Pursuing Claims Involving Estates: A Top 10 List
by Melinda H. Sims
Estate litigation can involve almost any area of the law. As such, many lawyers are faced with cases in which they are familiar with the substantive law, but unfamiliar with probate proceedings. The following is a top 10 list of items to address when pursuing claims involving estates. This list focuses on probate proceedings involving Texas law and courts; however, a particular case might involve the law and courts of multiple jurisdictions, in which case a lawyer must apply those laws and court rules.
1. Find out whether an estate administration is pending. Whether an estate administration is pending or closed will dictate to whom you must present your claim, or against whom you must file a lawsuit. If no estate administration is open, decide whether one needs to be opened. If the estate representative has breached his or her fiduciary duties or is otherwise an inappropriate representative, consider seeking removal of that individual. If the claim involves out-of-state property, determine whether an ancillary probate proceeding is necessary.
2. Determine whether the claim is subject to special claims procedures. The Texas Probate Code contains requirements for presenting certain types of claims, including, for example, claims for money and secured claims. Understand which procedures apply to dependent administrations versus independent administrations. The procedures impact the approval or litigation of your claim and the running of statutes of limitations, for example.
3. Decide who are necessary parties. The Texas Probate Code, Texas Trust Code, and Texas Civil Practice and Remedies Code contain provisions about who are necessary parties, as might other statutes applicable to your claim. Determine whether the doctrine of virtual representation applies. In addition, a court might need to appoint an attorney ad litem and/or guardian ad litem to represent certain individuals. File claims against parties in their proper capacities (as a fiduciary or individually as a beneficiary, for example).
4. Determine who should be your client(s). Estate litigation often involves individuals acting in different legal capacities, and individuals without legal capacity. Determine whether a potential client has the capacity to hire you, and whether a conflict of interest, or potential conflict of interest, exists. Give particular attention to the potential parties’ capacities, relationships, motives, and possible case developments.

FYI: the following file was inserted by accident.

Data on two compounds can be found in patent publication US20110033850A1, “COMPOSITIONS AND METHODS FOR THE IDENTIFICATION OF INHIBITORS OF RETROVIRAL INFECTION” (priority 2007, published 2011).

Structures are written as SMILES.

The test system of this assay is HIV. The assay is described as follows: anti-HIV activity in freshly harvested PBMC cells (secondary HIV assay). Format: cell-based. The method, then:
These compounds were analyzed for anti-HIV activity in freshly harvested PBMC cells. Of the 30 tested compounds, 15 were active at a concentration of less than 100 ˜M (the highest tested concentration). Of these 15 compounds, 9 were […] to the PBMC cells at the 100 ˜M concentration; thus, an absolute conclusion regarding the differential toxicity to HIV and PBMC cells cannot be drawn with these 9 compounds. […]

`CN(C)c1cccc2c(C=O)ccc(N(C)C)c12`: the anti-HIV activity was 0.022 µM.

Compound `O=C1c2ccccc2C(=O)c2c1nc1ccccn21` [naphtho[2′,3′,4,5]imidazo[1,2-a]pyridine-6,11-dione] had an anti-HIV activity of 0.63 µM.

5. Select proper jurisdiction and venue. The Texas Probate Code, Texas Trust Code, and Texas Civil Practice and Remedies Code contain mandatory and concurrent jurisdiction and venue provisions, as well as options for transferring venue. Determine which apply to your case, and whether other jurisdiction and venue statutes apply to the claim. Resolve any ambiguity or conflicts among the statutes as necessary.
6. Beware of in terroremClauses. Texas Probate Code § 64 (applicable to the estates of decedents who died on or after June 19, 2009) and Texas Trust Code § 112.038 (applicable to trusts existing on or created on or after June 19, 2009) contain a good faith/probable cause exception to the enforceability of in terrorem (no-contest) clauses. Analyze how any such clauses apply to your clients in their various capacities.
7. Apply the proper statutes and rules. Probate litigation involves laws that apply specifically to trusts and estates, as well as other substantive areas of law. The statutes and court rules (including local court rules) contain many important provisions, including unique notice requirements. Also, conduct any necessary conflict of laws analysis.
8. Pursue appropriate claims and remedies. Recognize the rights and duties of beneficiaries, fiduciaries, and other interested parties in analyzing possible claims and remedies. Determine whether any immediate protection is required, such as through a temporary restraining order, and determine the ultimate relief desired. Follow the necessary court procedures and pleading requirements to obtain such relief.
9. Avoid unintended tax consequences. Arguments and settlements can unintentionally result in tax consequences, now or in the future. Consult the necessary resources to avoid adverse consequences, to the extent possible. Some cases will necessarily result in tax consequences, but be knowledgeable about them.
10. Know your appellate options. It is not always obvious which court orders are considered final or interlocutory for appellate purposes, and whether appellate remedies such as mandamus are available. If you or an opponent wants to challenge an order, conduct research to determine whether appellate remedies can or must be pursued shortly after the order is rendered, or whether the challenger can or must wait until orders are final.
Melinda H. Sims is an attorney with the law firm Glast, Phillips & Murray, P.C. She can be reached at firstname.lastname@example.org.